Disaster Preparation

May 25, 2022

Hurricane Preparedness

1) Determine Your Risk

 

 Find out today what types of wind and water hazards could happen where you live, and then start preparing how to handle them. Hurricanes are not just a coastal problem. impacts from wind and water can be felt hundreds of miles inland, and significant impacts can occur regardless of the storm’s strength. Know if you live in an area prone to flooding and if you’re safe to remain in your home. 

2) Develop an Evacuation Plan 

Develop an Evacuation Plan (Hurricane Preparedness) | National Oceanic and  Atmospheric Administration
Find out if you live in a hurricane evacuation zone. You may also need to leave if you live in a flood prone area or in a mobile home outside a hurricane evacuation zone. Now is the time to begin planning where you would go and how you would get there.
You do not need to travel hundreds of miles. Your destination could be a friend or relative who lives in a well built home outside flood prone areas. Remember, your safest place may be to remain home.  Be sure to account for your pets in your plan.
As hurricane season approaches, listen to local officials on questions related to how you may need to adjust any evacuation plans based on the latest health and safety guidelines from the CDC and your local officials.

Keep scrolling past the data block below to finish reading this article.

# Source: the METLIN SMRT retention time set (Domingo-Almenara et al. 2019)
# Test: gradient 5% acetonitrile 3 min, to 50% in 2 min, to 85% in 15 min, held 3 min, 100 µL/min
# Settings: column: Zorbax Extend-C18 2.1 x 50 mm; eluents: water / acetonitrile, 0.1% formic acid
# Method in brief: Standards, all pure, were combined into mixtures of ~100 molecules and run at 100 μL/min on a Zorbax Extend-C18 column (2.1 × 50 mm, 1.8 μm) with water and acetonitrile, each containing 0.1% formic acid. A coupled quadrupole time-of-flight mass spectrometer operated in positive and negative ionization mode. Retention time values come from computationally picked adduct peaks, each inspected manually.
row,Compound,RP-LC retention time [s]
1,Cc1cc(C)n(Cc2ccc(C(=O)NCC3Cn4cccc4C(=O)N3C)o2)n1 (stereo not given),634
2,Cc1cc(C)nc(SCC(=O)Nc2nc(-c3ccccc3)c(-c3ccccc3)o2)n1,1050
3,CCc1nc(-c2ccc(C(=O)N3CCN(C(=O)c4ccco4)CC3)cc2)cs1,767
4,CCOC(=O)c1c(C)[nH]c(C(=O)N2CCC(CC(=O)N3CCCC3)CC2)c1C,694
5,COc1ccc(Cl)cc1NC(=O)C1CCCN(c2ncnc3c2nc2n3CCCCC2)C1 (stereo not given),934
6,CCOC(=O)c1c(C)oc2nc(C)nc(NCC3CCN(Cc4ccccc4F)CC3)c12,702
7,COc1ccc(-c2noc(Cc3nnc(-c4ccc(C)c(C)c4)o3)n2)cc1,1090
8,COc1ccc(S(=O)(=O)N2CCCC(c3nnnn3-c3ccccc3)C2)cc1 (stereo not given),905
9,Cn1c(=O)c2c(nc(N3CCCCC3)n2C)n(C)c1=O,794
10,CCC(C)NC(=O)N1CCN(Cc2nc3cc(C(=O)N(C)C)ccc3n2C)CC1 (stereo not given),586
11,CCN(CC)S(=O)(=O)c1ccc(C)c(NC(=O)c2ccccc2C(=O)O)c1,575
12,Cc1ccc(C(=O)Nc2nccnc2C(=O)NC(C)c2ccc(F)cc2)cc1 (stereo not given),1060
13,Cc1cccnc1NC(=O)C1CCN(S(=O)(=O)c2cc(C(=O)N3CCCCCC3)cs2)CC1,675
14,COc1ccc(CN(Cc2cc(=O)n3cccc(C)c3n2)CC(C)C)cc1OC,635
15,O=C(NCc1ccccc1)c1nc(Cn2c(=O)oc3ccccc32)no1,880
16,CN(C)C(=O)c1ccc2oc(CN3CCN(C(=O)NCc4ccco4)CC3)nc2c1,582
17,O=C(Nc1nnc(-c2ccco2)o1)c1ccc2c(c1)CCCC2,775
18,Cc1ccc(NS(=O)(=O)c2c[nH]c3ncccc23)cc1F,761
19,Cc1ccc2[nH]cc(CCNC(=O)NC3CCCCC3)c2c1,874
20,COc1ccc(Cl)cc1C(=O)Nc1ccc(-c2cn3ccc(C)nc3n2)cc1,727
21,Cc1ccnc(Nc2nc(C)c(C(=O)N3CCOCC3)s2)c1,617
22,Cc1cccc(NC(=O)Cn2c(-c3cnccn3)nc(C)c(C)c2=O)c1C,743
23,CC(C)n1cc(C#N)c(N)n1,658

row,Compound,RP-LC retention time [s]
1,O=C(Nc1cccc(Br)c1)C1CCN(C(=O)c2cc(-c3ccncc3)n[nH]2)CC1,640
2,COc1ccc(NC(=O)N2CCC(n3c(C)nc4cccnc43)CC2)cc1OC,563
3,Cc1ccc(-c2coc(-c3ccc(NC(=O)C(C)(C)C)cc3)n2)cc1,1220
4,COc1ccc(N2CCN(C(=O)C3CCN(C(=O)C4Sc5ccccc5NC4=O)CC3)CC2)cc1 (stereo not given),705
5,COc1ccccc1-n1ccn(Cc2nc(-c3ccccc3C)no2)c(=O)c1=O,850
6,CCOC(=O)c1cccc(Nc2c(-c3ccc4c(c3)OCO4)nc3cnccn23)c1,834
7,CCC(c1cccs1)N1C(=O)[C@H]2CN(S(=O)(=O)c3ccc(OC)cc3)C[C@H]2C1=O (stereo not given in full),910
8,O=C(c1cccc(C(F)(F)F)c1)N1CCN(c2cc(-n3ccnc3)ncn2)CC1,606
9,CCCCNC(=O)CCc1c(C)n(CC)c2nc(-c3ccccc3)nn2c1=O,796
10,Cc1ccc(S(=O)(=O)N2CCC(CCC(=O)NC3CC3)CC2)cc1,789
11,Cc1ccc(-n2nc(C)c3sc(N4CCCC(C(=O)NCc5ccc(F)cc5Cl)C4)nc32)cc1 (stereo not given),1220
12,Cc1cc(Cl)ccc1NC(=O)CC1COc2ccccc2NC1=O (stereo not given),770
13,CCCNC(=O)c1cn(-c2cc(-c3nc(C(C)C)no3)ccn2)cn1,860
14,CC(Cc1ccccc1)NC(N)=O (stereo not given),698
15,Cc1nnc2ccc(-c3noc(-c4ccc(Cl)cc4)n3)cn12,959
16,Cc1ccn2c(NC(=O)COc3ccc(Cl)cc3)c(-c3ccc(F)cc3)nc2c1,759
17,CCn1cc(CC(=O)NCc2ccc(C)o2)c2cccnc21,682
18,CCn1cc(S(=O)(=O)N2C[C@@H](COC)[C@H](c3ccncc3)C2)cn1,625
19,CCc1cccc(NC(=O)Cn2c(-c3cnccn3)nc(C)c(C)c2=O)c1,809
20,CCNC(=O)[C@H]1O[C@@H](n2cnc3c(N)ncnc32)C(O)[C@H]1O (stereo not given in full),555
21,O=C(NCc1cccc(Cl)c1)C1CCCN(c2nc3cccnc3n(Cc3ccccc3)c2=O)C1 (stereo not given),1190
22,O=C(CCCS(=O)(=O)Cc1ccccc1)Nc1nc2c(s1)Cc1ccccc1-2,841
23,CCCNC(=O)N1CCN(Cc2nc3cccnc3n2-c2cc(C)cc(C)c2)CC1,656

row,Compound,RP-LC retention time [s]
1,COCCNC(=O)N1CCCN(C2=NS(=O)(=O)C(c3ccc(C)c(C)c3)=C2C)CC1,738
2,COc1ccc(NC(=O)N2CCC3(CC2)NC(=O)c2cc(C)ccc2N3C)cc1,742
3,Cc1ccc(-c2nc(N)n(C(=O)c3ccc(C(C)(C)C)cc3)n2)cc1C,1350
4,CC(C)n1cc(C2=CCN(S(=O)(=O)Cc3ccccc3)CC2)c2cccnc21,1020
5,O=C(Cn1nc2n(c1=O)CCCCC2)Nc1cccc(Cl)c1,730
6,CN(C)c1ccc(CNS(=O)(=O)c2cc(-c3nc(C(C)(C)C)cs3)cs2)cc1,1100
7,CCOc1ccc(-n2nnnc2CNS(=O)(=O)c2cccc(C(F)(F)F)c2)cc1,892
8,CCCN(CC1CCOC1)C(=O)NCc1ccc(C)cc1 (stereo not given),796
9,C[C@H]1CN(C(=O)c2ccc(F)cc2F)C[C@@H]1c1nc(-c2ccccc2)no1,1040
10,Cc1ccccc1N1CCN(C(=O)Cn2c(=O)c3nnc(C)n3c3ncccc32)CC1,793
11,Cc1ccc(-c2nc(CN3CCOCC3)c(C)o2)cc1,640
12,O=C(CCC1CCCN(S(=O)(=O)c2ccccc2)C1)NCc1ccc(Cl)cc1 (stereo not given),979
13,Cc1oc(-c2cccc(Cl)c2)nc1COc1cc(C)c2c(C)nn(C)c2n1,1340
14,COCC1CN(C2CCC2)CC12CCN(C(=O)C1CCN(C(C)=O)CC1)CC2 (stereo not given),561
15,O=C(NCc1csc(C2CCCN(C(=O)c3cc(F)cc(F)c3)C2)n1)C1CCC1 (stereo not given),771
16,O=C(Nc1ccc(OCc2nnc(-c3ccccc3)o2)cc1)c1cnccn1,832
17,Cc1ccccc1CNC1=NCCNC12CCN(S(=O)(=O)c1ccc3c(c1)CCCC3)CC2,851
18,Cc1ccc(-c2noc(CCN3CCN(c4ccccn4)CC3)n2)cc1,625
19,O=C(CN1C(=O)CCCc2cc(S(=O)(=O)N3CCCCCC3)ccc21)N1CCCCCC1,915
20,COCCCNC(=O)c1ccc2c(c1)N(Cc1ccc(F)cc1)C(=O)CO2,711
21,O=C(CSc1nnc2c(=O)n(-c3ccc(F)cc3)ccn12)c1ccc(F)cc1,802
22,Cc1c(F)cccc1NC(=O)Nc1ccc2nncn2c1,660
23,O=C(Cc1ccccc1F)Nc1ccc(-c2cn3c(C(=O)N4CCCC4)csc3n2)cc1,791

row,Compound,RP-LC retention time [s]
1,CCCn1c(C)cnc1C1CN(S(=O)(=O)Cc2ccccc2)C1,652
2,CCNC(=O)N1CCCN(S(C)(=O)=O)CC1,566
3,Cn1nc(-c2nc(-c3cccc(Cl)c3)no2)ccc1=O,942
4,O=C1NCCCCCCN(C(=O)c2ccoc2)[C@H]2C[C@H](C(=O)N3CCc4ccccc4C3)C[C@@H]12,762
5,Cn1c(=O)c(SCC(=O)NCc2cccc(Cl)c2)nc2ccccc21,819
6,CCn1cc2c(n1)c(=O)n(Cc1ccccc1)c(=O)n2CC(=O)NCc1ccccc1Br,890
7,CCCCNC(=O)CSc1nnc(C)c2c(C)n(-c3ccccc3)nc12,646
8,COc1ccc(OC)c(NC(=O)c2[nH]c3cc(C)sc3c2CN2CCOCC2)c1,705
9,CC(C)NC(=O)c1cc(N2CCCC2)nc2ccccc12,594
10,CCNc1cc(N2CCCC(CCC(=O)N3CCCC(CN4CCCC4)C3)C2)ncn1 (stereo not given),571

3) Assemble Disaster Supplies 

Assemble Disaster Supplies (Hurricane Preparedness) | National Oceanic and  Atmospheric Administration

Whether you’re evacuating or sheltering-in-place, you’re going to need supplies not just to get through the storm but for the potentially lengthy and unpleasant aftermath. Have enough non-perishable food, water and medicine to last each person in your family a minimum of 3 days (store a longer than 3-day supply of water, if possible). Electricity and water could be out for at least that long. You’ll need extra cash, a battery-powered radio and flashlights. You may need a portable crank or solar-powered USB charger for your cell phones.

4) Get an Insurance Checkup 

Get an Insurance Checkup (Hurricane Preparedness) | National Oceanic and  Atmospheric Administration
Call your insurance company or agent and ask for an insurance check-up to make sure you have enough insurance to repair or even replace your home and/or belongings. Remember, home and renters insurance doesn’t cover flooding, so you’ll need a separate policy for it. 

Phone:  302.644.7810

Email:  Traviswyshock@gmail.com

 5) Strengthen Your Home

Strengthen Your Home (Hurricane Preparedness) | National Oceanic and  Atmospheric Administration

Whether you’re evacuating, or planning to ride out the storm in your home, make sure it is in good repair and up to local hurricane building code specifications to withstand wind impacts. Many retrofits are not as costly or time consuming as you may think. 

Have the proper plywood, steel or aluminum panels to board up the windows and doors. Remember, the garage door is the most vulnerable part of the home, so it must be able to withstand the winds. 

Read more